Record keeping is not merely about legal requirements or just the habit of keeping records for the sake of it. Recordkeeping is also about drawing benefit and value in terms of understanding your business now and also in the future. So let’s take a look at the importance of record-keeping in three major areas;
- Understanding your customers
- understanding your profitability
- Separating your personal finances from your business
Let’s start with understanding your customer. What is the value of keeping records in terms of understanding your customers?
If your business is in the startup phase, you are still trying to see what products or services are going to work and for which clientele and your client segmentation.
Keeping records will enable you to tell which of your services sell faster or which one people more eager to pay for. Which of your product sell quicker? For instance, if you have a store or shop, which one of your products has stayed for a long time after you’ve stocked up that product?
As a result of this insight, you will be able to make good business strategies such as, “buying 60% of this 40% of this because this gives me more”. You will also get to know what income on a day to day basis or more cash comes from a certain product or service. This helps you understand what your clients’ needs are. Because at the end of the day you are in business to bring a solution to your clients or your customers. So you provide a better solution once you understand what it is that your clients need.
How does good record keeping help a business to understand its profitability? And why is that very important?
For every business, there are costs to the product or service you are offering that you need to take into account before you calculate your profit. For example, if you own a store, maybe a clothing line, when you keep accurate records, you’re able to tell how much your order price was and what your selling price is. And don’t forget the cost for you to deliver that dress or that suit to your client. And then from then, you’re able to tell how much profit you have made.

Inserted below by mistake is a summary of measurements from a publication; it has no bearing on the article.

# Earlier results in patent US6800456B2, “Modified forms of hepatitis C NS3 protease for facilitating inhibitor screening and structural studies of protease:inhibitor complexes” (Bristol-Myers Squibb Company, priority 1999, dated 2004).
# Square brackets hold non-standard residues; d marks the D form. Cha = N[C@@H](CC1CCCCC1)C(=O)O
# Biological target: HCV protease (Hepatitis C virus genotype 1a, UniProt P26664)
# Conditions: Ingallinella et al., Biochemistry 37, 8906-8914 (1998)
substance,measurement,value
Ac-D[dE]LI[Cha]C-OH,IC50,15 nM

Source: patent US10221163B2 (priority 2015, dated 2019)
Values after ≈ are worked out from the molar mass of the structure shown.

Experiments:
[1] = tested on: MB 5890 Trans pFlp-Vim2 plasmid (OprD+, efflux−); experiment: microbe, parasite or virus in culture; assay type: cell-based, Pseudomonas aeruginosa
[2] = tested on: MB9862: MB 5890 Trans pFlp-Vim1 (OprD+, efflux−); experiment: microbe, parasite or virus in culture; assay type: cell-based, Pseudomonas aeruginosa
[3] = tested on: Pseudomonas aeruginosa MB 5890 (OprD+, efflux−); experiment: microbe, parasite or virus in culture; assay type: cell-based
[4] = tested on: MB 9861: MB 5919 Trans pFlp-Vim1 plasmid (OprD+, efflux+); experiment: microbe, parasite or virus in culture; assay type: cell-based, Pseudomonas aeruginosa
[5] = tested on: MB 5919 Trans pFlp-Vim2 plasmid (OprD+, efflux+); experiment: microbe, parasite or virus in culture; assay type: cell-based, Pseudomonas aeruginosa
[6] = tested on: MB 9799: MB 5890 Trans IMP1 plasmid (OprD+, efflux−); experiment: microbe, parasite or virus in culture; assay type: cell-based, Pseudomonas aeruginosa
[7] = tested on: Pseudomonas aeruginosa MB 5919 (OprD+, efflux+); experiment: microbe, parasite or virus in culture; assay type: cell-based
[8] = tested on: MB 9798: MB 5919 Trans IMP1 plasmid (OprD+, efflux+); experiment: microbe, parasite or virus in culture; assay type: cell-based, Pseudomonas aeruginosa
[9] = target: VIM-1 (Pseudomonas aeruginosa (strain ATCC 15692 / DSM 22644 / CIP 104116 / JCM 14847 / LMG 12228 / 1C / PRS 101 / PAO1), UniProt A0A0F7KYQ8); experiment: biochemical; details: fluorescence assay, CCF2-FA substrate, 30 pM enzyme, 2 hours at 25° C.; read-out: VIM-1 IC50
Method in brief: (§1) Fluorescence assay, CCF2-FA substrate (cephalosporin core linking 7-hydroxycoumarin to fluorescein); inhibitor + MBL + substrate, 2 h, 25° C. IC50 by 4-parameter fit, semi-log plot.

Some would think it’s easy to calculate profit, if you bought a product at X amount and you sell the product at Y amount, then your profit is X minus Y. But you’ll find that there are other hidden costs that you may not have taken into account. Maybe you had to take the dress to the laundry, have it well done and presentable or you had to deliver the dress. All these are costs that affect the profitability of your product.
And once you keep accurate records of your costs and business expenses you are going to accurately price your product. This will allow you to understand what your profit is. So it’s essential to keep every record.
Finally, how does recordkeeping help you to separate your finances from your business finances and for you to be able to distinguish the two?
It is important from the onset to separate yourself from the business and to separate your costs from your business costs. So when you keep records for your business, even the day that you take away a hundred Kwacha from your business, you keep a record of that hundred Kwacha knowing that you owe your business money.
For small businesses, especially when you are starting, you will find that you put in a lot of your own money before the business can start to thrive. It’s important to record all the amounts you lend the business during this phase. It’s also important to pay yourself a salary every month or every quarter from my business.
Thank you so much as we conclude what is your final word to Arnold Zimba on the importance of keeping good business records.
- Not to be reactive, but to be proactive with your record management for your business. For the long term, and you want to scale up your business too.
- You must begin to practice this now early on in your business. Keep records of every financial transaction.
- Separate your business finances from your finances
- Clearly define what your business expenses or your income for the business are